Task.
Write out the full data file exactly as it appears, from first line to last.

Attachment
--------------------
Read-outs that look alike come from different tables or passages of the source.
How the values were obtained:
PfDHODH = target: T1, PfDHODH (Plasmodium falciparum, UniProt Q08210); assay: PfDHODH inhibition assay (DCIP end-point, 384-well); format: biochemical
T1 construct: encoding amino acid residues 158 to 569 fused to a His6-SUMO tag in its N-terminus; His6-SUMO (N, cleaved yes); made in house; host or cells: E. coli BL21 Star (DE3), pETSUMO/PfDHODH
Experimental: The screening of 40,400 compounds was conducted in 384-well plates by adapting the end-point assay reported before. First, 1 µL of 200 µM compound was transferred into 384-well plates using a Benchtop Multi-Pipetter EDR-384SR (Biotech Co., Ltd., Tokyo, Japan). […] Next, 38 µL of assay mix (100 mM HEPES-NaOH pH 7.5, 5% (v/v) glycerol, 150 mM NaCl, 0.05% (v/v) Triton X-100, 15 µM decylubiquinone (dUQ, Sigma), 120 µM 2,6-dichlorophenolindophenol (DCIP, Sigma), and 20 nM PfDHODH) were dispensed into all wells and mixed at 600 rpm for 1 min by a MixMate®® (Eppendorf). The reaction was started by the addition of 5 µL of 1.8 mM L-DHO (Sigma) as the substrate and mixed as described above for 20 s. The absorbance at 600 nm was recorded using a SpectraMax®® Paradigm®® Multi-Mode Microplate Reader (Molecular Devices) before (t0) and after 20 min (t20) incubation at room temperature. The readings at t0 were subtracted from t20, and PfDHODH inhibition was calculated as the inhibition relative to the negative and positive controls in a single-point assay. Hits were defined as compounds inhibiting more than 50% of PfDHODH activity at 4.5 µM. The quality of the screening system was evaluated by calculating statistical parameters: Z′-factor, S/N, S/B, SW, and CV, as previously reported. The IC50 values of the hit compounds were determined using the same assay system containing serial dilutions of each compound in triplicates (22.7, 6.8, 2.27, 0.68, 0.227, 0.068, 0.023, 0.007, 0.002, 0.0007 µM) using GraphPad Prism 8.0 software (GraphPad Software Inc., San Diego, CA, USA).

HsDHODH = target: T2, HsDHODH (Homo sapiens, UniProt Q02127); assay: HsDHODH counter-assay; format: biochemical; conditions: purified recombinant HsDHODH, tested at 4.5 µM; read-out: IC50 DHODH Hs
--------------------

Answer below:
Read-outs that look alike come from different tables or passages of the source.
How the values were obtained:
PfDHODH = target: T1, PfDHODH (Plasmodium falciparum, UniProt Q08210); assay: PfDHODH inhibition assay (DCIP end-point, 384-well); format: biochemical
T1 construct: encoding amino acid residues 158 to 569 fused to a His6-SUMO tag in its N-terminus; His6-SUMO (N, cleaved yes); made in house; host or cells: E. coli BL21 Star (DE3), pETSUMO/PfDHODH
Experimental: The screening of 40,400 compounds was conducted in 384-well plates by adapting the end-point assay reported before. First, 1 µL of 200 µM compound was transferred into 384-well plates using a Benchtop Multi-Pipetter EDR-384SR (Biotech Co., Ltd., Tokyo, Japan). […] Next, 38 µL of assay mix (100 mM HEPES-NaOH pH 7.5, 5% (v/v) glycerol, 150 mM NaCl, 0.05% (v/v) Triton X-100, 15 µM decylubiquinone (dUQ, Sigma), 120 µM 2,6-dichlorophenolindophenol (DCIP, Sigma), and 20 nM PfDHODH) were dispensed into all wells and mixed at 600 rpm for 1 min by a MixMate®® (Eppendorf). The reaction was started by the addition of 5 µL of 1.8 mM L-DHO (Sigma) as the substrate and mixed as described above for 20 s. The absorbance at 600 nm was recorded using a SpectraMax®® Paradigm®® Multi-Mode Microplate Reader (Molecular Devices) before (t0) and after 20 min (t20) incubation at room temperature. The readings at t0 were subtracted from t20, and PfDHODH inhibition was calculated as the inhibition relative to the negative and positive controls in a single-point assay. Hits were defined as compounds inhibiting more than 50% of PfDHODH activity at 4.5 µM. The quality of the screening system was evaluated by calculating statistical parameters: Z′-factor, S/N, S/B, SW, and CV, as previously reported. The IC50 values of the hit compounds were determined using the same assay system containing serial dilutions of each compound in triplicates (22.7, 6.8, 2.27, 0.68, 0.227, 0.068, 0.023, 0.007, 0.002, 0.0007 µM) using GraphPad Prism 8.0 software (GraphPad Software Inc., San Diego, CA, USA).

HsDHODH = target: T2, HsDHODH (Homo sapiens, UniProt Q02127); assay: HsDHODH counter-assay; format: biochemical; conditions: purified recombinant HsDHODH, tested at 4.5 µM; read-out: IC50 DHODH Hs